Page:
Path Suggested for Mad Cow Study
Rogue proteins that cause mad cow and other brain-destroying diseases become toxic by latching on to the outside of cell membranes, say government scientists studying how the mysterious substances work.
If scientists could break the fatty Velcro-like bond that anchors these prion proteins, they might devise a treatment for the deadly illnesses, the research, published in today's edition of the journal Science, suggests.
"We need to focus on that as a target for drug therapy," said the lead researcher, Bruce W. Chesebro, a virologist at the National Institutes of Health's Rocky Mountain Laboratories.
Related diseases -- including bovine spongiform encephalopathy (commonly known as mad cow), scrapie in sheep and the human Creutzfeldt-Jakob disease -- are believed to arise when a protein that the body normally harbors folds into an abnormal shape, called a prion, and sets off a chain reaction of misfolds.
When enough abnormal prions accumulate, they deposit plaque on the brain and eventually leave clumps of dead brain cells -- the diseases' hallmark spongy holes.
If the abnormal prions are not bound to cells' surfaces, they may be unable to disrupt signaling between cells, a leading theory behind their toxicity, neuropathologist Adriano Aguzzi of the University Hospital of Zurich said in an accompanying editorial.
Targeted Mosquito Spraying Is Safe
Light, targeted spraying to control mosquitoes that might spread West Nile virus did not lead to raised pesticide levels in people, U.S. health researchers reported yesterday.
An expert at the Centers for Disease Control and Prevention said he was reassured by the studies done in three states where local health officials sprayed the insecticides.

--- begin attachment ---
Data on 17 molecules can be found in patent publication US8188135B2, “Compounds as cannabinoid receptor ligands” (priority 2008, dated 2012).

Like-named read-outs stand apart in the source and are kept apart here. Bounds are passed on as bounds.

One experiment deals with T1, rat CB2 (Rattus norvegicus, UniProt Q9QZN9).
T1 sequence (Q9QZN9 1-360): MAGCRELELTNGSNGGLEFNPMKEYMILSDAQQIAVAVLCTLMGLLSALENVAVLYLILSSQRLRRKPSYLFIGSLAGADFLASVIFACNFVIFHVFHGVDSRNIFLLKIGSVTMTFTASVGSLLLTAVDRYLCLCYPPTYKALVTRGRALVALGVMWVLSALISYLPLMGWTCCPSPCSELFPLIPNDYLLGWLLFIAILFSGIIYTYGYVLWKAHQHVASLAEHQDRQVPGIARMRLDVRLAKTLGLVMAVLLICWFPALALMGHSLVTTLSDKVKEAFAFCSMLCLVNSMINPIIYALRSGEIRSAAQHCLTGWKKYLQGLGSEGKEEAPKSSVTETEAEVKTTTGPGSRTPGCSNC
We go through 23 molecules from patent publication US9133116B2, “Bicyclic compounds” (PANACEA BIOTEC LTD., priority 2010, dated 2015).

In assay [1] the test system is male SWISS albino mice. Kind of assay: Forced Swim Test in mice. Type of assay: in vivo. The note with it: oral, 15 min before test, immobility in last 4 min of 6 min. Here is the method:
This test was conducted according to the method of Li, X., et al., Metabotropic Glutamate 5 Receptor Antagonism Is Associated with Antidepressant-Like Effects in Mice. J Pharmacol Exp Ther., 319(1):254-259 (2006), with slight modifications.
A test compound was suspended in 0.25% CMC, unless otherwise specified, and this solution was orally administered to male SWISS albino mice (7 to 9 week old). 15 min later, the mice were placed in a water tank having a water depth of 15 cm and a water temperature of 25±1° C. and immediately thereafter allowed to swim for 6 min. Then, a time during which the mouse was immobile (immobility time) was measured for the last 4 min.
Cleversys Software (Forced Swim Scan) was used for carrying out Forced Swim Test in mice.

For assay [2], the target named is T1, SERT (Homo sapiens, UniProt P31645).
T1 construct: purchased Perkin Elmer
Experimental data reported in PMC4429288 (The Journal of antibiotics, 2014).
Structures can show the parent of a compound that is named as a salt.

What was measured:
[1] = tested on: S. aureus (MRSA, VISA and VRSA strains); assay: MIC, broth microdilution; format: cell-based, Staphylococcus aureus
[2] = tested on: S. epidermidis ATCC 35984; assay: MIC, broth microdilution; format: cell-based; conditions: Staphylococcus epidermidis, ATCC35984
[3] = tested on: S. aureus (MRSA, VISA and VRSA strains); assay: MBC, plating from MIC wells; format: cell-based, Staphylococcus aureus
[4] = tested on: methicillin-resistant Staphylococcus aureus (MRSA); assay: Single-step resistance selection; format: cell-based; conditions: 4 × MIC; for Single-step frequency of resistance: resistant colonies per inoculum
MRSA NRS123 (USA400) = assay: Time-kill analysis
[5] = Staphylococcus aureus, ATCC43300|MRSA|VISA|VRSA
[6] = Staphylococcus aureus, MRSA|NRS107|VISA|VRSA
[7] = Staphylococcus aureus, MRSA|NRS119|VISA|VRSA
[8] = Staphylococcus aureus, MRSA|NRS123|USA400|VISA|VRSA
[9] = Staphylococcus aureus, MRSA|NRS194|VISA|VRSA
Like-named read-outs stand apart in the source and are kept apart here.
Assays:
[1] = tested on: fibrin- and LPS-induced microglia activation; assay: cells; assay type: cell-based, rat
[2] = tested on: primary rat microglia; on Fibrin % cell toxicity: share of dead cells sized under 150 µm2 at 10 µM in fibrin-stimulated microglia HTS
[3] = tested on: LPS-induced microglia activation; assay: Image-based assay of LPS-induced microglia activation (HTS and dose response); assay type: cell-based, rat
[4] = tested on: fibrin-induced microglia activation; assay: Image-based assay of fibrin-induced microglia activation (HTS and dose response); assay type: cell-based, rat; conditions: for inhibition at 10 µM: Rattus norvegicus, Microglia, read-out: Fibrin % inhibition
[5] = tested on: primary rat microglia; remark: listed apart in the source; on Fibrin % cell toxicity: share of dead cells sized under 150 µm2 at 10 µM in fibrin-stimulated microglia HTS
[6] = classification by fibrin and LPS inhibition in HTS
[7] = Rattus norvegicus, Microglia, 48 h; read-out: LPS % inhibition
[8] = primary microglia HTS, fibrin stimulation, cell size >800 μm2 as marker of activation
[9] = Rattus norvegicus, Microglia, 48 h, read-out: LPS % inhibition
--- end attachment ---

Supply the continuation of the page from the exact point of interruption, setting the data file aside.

"These findings suggest that ultra low-volume application of naled, permethrin, and d-phenothrin is safe to humans," the CDC said in its weekly report on death and illness.
Whooping Cough Booster Passes Test
An experimental booster shot designed to protect adults and adolescents from whooping cough proved safe and effective in a study released yesterday, offering a vital new tool for fighting a dangerous resurgence of the disease over the past few years.
The vaccine, developed by Sanofi Pasteur and already widely given to teenagers in Canada, appears likely to win U.S. government approval this month.
The vaccine is needed "to prevent the disease in teenagers and adults themselves and, secondly, take away their ability to be contagious," said Michael E. Pichichero, a professor at the University of Rochester Medical Center who has headed clinical trials of the vaccine.
Cases of whooping cough, an ancient scourge that effective vaccination of babies and toddlers was meant to wipe out, have quadrupled in the United States over the past three years to 18,957 cases in 2004, according to the Centers for Disease Control and Prevention. It turns out that the vaccine that babies get starts wearing off by adolescence.
The study, funded by Sanofi Pasteur, was released early by the Journal of the American Medical Association, ahead of its scheduled publication in the June 22-29 issue, because the results were considered so important.
-- From News Services